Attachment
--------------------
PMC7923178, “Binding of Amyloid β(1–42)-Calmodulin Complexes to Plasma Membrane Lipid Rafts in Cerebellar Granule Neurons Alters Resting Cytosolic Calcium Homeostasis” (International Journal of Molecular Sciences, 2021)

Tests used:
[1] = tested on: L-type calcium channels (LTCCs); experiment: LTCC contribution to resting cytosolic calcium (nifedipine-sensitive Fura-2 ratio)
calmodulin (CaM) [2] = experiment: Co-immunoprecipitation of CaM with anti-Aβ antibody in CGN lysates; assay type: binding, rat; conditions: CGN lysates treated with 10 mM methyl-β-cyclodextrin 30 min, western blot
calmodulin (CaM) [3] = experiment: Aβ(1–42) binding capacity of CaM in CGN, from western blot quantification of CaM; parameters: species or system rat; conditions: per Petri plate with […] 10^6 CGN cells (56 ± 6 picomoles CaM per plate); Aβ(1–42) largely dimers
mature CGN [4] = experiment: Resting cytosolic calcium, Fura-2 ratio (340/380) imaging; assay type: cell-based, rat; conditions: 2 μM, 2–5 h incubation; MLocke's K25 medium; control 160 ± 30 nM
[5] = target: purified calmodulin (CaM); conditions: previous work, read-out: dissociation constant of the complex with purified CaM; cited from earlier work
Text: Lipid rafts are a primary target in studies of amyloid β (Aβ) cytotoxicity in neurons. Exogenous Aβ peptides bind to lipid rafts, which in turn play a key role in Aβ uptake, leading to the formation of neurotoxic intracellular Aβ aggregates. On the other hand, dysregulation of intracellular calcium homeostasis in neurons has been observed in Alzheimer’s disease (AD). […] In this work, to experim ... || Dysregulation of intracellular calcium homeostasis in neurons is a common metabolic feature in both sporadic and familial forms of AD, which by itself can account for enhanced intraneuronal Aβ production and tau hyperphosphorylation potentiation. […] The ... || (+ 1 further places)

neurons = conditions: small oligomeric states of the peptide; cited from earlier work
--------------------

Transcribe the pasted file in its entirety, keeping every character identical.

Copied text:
PMC7923178, “Binding of Amyloid β(1–42)-Calmodulin Complexes to Plasma Membrane Lipid Rafts in Cerebellar Granule Neurons Alters Resting Cytosolic Calcium Homeostasis” (International Journal of Molecular Sciences, 2021)

Tests used:
[1] = tested on: L-type calcium channels (LTCCs); experiment: LTCC contribution to resting cytosolic calcium (nifedipine-sensitive Fura-2 ratio)
calmodulin (CaM) [2] = experiment: Co-immunoprecipitation of CaM with anti-Aβ antibody in CGN lysates; assay type: binding, rat; conditions: CGN lysates treated with 10 mM methyl-β-cyclodextrin 30 min, western blot
calmodulin (CaM) [3] = experiment: Aβ(1–42) binding capacity of CaM in CGN, from western blot quantification of CaM; parameters: species or system rat; conditions: per Petri plate with […] 10^6 CGN cells (56 ± 6 picomoles CaM per plate); Aβ(1–42) largely dimers
mature CGN [4] = experiment: Resting cytosolic calcium, Fura-2 ratio (340/380) imaging; assay type: cell-based, rat; conditions: 2 μM, 2–5 h incubation; MLocke's K25 medium; control 160 ± 30 nM
[5] = target: purified calmodulin (CaM); conditions: previous work, read-out: dissociation constant of the complex with purified CaM; cited from earlier work
Text: Lipid rafts are a primary target in studies of amyloid β (Aβ) cytotoxicity in neurons. Exogenous Aβ peptides bind to lipid rafts, which in turn play a key role in Aβ uptake, leading to the formation of neurotoxic intracellular Aβ aggregates. On the other hand, dysregulation of intracellular calcium homeostasis in neurons has been observed in Alzheimer’s disease (AD). […] In this work, to experim ... || Dysregulation of intracellular calcium homeostasis in neurons is a common metabolic feature in both sporadic and familial forms of AD, which by itself can account for enhanced intraneuronal Aβ production and tau hyperphosphorylation potentiation. […] The ... || (+ 1 further places)

neurons = conditions: small oligomeric states of the peptide; cited from earlier work